to the catatonic patient and splashed this “gasoline” all over him.

No response.

Bandler stepped back, removed a small cardboard box from his pocket,

and began to throw lighted matches at the man. Within moments, the

patient exploded into a rage, screaming foul language at this man who was

intending to set him on fire!

Wouldn’t you do the same?

Again, pattern interrupt had broken down bad behavior and started the

individual off on a path of new possibilities.

Applying Psychology in the Sales Environment

Okay, you’re thinking, “This is interesting. But how can I use this strategy

in my business life?” There are outstanding ways to apply this technique

and other new influence strategies, described throughout this book, in

every facet of your world—when leading, managing, or even having customer

service conversations. For now, let’s continue to focus on how to use

pattern interrupt in a sales environment.

One of the biggest problems we face as sales professionals is that today’s

buyers are savvy and they know how to put us off, to get rid of us, by hauling

out some standard responses that they’ve learned work. You know what

they are: We’re happy with what we have now, or There’s no money in the

budget; call back in six months—the kind of responses that get the acid sizzling

in your stomach and the blood boiling in your brain.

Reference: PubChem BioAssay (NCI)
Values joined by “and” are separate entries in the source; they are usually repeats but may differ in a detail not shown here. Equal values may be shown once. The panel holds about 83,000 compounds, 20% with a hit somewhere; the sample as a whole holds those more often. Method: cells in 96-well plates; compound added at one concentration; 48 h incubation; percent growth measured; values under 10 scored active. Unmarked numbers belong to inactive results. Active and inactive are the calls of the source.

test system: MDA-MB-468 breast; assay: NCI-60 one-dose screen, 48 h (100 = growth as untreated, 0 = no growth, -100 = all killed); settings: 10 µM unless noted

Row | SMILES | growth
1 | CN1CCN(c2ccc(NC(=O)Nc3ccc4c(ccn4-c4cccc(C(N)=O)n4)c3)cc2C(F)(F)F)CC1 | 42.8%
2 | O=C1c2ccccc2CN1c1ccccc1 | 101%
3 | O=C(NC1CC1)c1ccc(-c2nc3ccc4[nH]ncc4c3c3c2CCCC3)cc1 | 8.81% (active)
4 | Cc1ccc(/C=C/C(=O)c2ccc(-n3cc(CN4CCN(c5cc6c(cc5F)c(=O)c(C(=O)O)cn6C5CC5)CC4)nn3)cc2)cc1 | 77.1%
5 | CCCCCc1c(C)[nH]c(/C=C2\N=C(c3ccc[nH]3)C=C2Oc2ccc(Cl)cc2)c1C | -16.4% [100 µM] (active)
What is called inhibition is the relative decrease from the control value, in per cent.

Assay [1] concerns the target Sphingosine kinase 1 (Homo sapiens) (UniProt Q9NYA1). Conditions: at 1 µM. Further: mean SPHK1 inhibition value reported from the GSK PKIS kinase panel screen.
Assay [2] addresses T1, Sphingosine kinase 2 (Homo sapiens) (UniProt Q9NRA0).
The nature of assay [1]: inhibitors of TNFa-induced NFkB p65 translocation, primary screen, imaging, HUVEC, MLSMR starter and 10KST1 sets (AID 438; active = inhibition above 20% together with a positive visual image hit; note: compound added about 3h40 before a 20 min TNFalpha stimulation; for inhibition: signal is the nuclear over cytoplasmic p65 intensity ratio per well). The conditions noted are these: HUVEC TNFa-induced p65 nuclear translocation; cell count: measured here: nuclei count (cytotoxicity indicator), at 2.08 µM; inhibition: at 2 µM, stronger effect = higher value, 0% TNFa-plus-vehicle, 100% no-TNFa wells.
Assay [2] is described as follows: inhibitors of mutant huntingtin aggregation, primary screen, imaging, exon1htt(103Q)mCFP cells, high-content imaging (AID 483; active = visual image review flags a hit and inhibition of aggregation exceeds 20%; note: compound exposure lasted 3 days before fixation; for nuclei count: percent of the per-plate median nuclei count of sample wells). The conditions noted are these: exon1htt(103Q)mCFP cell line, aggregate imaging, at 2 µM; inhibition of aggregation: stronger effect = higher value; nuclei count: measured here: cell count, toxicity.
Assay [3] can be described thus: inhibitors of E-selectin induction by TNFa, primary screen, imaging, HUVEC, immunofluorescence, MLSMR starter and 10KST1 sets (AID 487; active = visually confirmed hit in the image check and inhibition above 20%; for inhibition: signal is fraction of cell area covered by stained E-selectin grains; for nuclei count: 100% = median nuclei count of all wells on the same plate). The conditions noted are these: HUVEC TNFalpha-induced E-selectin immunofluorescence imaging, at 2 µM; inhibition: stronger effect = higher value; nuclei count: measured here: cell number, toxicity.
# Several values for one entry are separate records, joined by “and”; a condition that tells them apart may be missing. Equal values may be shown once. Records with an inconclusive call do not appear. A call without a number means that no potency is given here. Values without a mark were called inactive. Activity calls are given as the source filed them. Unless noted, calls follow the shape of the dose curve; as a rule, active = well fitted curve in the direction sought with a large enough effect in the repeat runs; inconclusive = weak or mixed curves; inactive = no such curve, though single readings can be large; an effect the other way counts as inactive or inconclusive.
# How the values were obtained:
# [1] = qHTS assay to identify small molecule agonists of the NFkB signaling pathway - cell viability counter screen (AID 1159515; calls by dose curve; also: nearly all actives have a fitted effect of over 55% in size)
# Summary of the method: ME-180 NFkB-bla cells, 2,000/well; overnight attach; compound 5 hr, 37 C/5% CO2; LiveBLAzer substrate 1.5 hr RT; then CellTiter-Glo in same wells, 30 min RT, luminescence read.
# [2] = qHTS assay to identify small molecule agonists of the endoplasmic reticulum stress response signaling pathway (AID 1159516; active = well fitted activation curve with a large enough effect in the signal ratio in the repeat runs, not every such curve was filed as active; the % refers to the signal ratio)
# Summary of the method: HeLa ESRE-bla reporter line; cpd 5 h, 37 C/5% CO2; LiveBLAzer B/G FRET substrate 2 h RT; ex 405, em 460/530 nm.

We’re done with that, as of right now, today. Let’s get started.

Take your six most common objections. Every business has six objections

that do the most damage to the salesperson’s ability to close. (By the

way, you’ll get even more powerful and unique objection-handling techniques

in Chapter 12.) For each objection, create an unexpected response.

In essence, you are saying to the prospect, “I’m not going to play this game

with you. It’s not fun, and it’s costing me income.”

Here’s an example I used with a money objection when I ran a search

firm with a team of fifteen sales professionals:

Prospect: This is a tough time. We don’t have money for this right


Dan: What floor are you on? (pattern interrupt)

Prospect: Huh? What floor? What do you mean?

Dan: Things are bad, that’s rough. I just want to know what floor

because when you throw yourself out the window, I’m wondering

whether you’ll die or just break some bones.

Prospect: Okay, okay. It’s not that bad.

Dan: So you are spending money when you feel it’s worth the


You see, we’re back in selling mode, having broken the pattern that this

prospect has used to dump countless salespeople back onto the street.

A few years ago I even built pattern interrupt responses into a sales

training program that I designed (actually redesigned to include the latest

influence strategies) for a major financial services company. We logged over

three dozen objections and I crafted one response that I call “my favorite

response to any objection, ever!” The buyers in this case were senior citizens

who sometimes said, “I’m too old to buy an annuity.” The response:

“We have sea turtles older than you as clients.”

Say that with a big smile and the message to the prospect is clear: Please

stop playing games, let’s move on.

Now, you might be thinking, “I can’t say something like that!” Well, the

fact is, great sales professionals will say and do things that mediocre reps

won’t. And typical salespeople won’t for several reasons: